- - Tuesday, February 14, 2017



There’s nothing quite as boring to watch as the daily White House press briefing. Trust me. I did it for a decade.

Reporters try to craft ironclad questions so that even the best prevaricator can’t find an out, while the professional mouthpiece for the president bobs and weaves and dodges until he runs out the clock. It’s an age-old kabuki dance, right down to the elaborate costumes, rhythmic dialogue, stylized acting — even the dancing.

And while that may sound full of potential, the actual exercise is often far from compelling. The White House spokesman has usually been given tight talking points and told not to stray far. The flack will “take that question” when he doesn’t want to answer and, in the case of the press secretaries for both George W. Bush and Barack Obama, simply declare that a question had been “answered” — even when it hadn’t.

Worse, for the past 16 years, the White House’s prime spokesman has called mostly on the first two rows of the 50 people seated in the James Brady Briefing Room in the West Wing, sticking with the mainstream media and eschewing anyone else who might throw him a curveball.

But all that has changed with Sean Spicer, the press secretary for President Trump. He shook up the show from Day One, delivering a statement — a rather angry one at that — and then taking no questions. When he did bother with queries from the pesky media, he didn’t call on The Associated Press or Reuters. He went first to the New York Post.

And Mr. Spicer is becoming big-time famous, not just inside the Beltway, but across the country. What’s more, he’s a star both in the daytime and on late-night TV.

His daily TV soap opera is drawing huge numbers just three weeks into Mr. Trump’s term. His show, often carried live on cable networks but always available on C-SPAN, is averaging 4.3 million viewers a day, The New York Times reports.

According to Nielsen ratings, Mr. Spicer’s daily blabfest draws more viewers than the long-running soap operas “The Bold and the Beautiful” and “General Hospital.” Viewership for Fox News, CNN and MSNBC all increase by about 10 percent when Mr. Spicer walks out to his podium.

“There’s huge interest in everything Trump does, and Sean is benefiting from that,” Alex Conant, a Republican consultant who helped lead Sen. Marco Rubio’s presidential campaign, told The Times. “Depending on your perspective, you either tune in to watch Sean defend the indefensible or to watch media bias in action.”

But the point is, you watch. Drawing 4 million viewers a day is, as Mr. Trump would say, yuuuuge, but Mr. Spicer has also moved into late-night TV.

Well, not Mr. Spicer, exactly, but Melissa McCarthy playing Mr. Spicer on “Saturday Night Live.” She/he is now the hottest commodity on “SNL,” doing her second show-stealing skit this past weekend. Ms. McCarthy plays Mr. Spicer as a man whose anger is always about to blow, who stretches the truth beyond its breaking point and who castigates — even blames — the press for everything.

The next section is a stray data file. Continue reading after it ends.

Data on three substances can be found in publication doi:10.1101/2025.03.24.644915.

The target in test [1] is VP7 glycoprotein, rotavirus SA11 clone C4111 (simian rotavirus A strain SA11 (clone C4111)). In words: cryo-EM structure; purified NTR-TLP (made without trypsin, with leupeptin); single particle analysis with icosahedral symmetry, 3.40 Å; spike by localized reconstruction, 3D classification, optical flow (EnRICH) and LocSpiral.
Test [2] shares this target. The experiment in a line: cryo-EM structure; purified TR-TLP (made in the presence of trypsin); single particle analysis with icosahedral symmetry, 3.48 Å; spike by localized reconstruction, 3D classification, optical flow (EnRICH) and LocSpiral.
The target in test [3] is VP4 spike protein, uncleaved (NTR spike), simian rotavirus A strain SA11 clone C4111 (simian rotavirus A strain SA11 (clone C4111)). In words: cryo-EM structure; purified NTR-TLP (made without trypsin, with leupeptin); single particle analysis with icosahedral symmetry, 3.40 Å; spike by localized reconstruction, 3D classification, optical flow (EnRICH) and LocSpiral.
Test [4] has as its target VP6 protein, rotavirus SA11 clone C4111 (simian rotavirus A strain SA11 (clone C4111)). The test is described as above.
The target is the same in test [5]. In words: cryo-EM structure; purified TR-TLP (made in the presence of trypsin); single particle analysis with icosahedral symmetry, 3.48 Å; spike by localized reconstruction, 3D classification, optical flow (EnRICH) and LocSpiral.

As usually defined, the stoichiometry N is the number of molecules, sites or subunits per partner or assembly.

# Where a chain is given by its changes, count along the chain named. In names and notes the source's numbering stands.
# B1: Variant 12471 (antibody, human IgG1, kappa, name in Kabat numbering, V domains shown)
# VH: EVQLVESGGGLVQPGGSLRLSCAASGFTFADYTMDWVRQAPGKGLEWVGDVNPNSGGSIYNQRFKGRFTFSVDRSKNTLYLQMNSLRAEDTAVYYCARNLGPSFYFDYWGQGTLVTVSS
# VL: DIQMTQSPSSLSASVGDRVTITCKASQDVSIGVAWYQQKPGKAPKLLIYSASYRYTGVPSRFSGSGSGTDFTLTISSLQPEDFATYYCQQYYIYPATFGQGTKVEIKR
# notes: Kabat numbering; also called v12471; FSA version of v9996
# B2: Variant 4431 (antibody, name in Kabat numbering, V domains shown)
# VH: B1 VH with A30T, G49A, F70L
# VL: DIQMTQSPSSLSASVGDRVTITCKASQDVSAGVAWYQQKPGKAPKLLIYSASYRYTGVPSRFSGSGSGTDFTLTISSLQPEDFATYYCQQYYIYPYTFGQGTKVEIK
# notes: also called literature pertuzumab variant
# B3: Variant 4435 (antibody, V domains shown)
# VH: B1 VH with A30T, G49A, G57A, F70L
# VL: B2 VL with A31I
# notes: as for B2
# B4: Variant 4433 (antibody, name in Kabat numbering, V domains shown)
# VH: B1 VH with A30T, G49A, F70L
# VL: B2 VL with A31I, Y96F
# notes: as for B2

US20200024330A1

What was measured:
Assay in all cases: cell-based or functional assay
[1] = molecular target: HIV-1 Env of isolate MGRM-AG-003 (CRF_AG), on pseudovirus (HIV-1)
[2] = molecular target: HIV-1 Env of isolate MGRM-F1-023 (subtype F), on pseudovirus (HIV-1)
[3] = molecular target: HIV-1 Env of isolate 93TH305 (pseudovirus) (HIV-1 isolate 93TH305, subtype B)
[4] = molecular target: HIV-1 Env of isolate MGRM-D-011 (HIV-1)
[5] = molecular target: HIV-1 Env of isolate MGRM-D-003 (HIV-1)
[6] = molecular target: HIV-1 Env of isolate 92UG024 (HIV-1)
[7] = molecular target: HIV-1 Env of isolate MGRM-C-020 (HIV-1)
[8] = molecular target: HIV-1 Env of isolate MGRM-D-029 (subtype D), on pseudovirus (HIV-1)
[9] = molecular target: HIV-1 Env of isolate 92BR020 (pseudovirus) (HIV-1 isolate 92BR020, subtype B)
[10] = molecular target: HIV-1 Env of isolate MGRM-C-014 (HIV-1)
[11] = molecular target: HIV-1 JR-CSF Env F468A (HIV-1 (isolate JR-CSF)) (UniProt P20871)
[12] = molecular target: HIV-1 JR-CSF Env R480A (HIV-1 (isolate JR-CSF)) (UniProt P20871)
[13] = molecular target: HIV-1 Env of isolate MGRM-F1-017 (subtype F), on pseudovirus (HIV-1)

“First of all, I’d just like to announce that I’m calm now and I will remain calm as long you sons of ” Spicer/McCarthy said in the cold opening, cutting himself off. “I’m not gonna do that because that’s the old Spicey and this is the new Spicey, and I’ve been told to cut back on the gum-chewing so I’m now limiting myself to one slice a day,” Spicer said, holding a piece of gum as big as a sheet of plywood.

Mr. Spicer is also all over YouTube in hilarious takeouts. 

All of that has made Mr. Spicer a well-known face and is drawing viewers to his briefings. “With Mr. Trump dominating the morning news cycle with his provocative Twitter postings, Mr. Spicer’s afternoon briefing is a highly anticipated forum for journalists to parse and probe the president’s words. The news networks have taken to teasing the briefing for viewers, broadcasting an empty lectern in the corner of the screen in the minutes before Mr. Spicer arrives,” The Times wrote.

Trump, however, is reportedly not so happy with the portrayal, especially the fact that Mr. Spicer is played by a woman. But it’s too late to stop this runaway train now, so look for Mr. Spicer’s daily soap opera to only get bigger and better — at least for the next month.

Then America, as it always does, will move on and the networks will go back to ignoring the daily White House briefing, which will go back to being a tedious kabuki dance hardly anyone ever watches.

Joseph Curl has covered politics for 25 years, including 12 years as White House correspondent at The Washington Times. He also ran the Drudge Report as morning editor for four years. He can be reached at [email protected] and on Twitter via @josephcurl.

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